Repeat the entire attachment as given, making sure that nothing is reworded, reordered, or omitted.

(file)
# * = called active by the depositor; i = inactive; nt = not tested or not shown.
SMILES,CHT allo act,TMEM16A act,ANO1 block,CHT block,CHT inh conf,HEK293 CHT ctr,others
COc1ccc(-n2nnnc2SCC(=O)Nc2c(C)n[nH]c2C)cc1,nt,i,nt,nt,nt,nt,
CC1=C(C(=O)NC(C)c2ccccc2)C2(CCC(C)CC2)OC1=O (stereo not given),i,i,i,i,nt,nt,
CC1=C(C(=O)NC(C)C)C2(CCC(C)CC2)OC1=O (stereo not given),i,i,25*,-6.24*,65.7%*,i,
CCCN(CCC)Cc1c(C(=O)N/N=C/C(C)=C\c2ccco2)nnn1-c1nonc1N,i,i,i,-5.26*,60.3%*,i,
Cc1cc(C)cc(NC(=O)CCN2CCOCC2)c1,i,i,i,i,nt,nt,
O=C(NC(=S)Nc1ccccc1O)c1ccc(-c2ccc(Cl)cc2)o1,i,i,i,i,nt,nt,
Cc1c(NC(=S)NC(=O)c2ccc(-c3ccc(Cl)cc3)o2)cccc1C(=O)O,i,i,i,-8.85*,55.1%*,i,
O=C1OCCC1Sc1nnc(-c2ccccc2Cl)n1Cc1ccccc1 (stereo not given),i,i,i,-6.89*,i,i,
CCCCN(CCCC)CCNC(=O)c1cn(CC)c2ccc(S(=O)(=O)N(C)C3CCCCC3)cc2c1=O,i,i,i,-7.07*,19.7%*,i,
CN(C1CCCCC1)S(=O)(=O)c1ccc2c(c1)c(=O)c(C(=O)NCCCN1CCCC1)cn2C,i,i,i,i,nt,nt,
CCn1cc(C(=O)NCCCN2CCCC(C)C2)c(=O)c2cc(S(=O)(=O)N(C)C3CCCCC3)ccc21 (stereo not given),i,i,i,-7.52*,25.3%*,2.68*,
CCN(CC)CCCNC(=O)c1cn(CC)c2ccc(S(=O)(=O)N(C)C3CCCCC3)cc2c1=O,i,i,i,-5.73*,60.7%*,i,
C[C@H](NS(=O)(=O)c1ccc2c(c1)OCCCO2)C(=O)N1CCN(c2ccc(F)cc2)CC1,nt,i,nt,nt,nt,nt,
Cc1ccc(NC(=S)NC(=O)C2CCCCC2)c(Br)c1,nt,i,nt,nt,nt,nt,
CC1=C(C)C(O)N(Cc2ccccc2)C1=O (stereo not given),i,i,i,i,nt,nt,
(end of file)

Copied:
# * = called active by the depositor; i = inactive; nt = not tested or not shown.
SMILES,CHT allo act,TMEM16A act,ANO1 block,CHT block,CHT inh conf,HEK293 CHT ctr,others
COc1ccc(-n2nnnc2SCC(=O)Nc2c(C)n[nH]c2C)cc1,nt,i,nt,nt,nt,nt,
CC1=C(C(=O)NC(C)c2ccccc2)C2(CCC(C)CC2)OC1=O (stereo not given),i,i,i,i,nt,nt,
CC1=C(C(=O)NC(C)C)C2(CCC(C)CC2)OC1=O (stereo not given),i,i,25*,-6.24*,65.7%*,i,
CCCN(CCC)Cc1c(C(=O)N/N=C/C(C)=C\c2ccco2)nnn1-c1nonc1N,i,i,i,-5.26*,60.3%*,i,
Cc1cc(C)cc(NC(=O)CCN2CCOCC2)c1,i,i,i,i,nt,nt,
O=C(NC(=S)Nc1ccccc1O)c1ccc(-c2ccc(Cl)cc2)o1,i,i,i,i,nt,nt,
Cc1c(NC(=S)NC(=O)c2ccc(-c3ccc(Cl)cc3)o2)cccc1C(=O)O,i,i,i,-8.85*,55.1%*,i,
O=C1OCCC1Sc1nnc(-c2ccccc2Cl)n1Cc1ccccc1 (stereo not given),i,i,i,-6.89*,i,i,
CCCCN(CCCC)CCNC(=O)c1cn(CC)c2ccc(S(=O)(=O)N(C)C3CCCCC3)cc2c1=O,i,i,i,-7.07*,19.7%*,i,
CN(C1CCCCC1)S(=O)(=O)c1ccc2c(c1)c(=O)c(C(=O)NCCCN1CCCC1)cn2C,i,i,i,i,nt,nt,
CCn1cc(C(=O)NCCCN2CCCC(C)C2)c(=O)c2cc(S(=O)(=O)N(C)C3CCCCC3)ccc21 (stereo not given),i,i,i,-7.52*,25.3%*,2.68*,
CCN(CC)CCCNC(=O)c1cn(CC)c2ccc(S(=O)(=O)N(C)C3CCCCC3)cc2c1=O,i,i,i,-5.73*,60.7%*,i,
C[C@H](NS(=O)(=O)c1ccc2c(c1)OCCCO2)C(=O)N1CCN(c2ccc(F)cc2)CC1,nt,i,nt,nt,nt,nt,
Cc1ccc(NC(=S)NC(=O)C2CCCCC2)c(Br)c1,nt,i,nt,nt,nt,nt,
CC1=C(C)C(O)N(Cc2ccccc2)C1=O (stereo not given),i,i,i,i,nt,nt,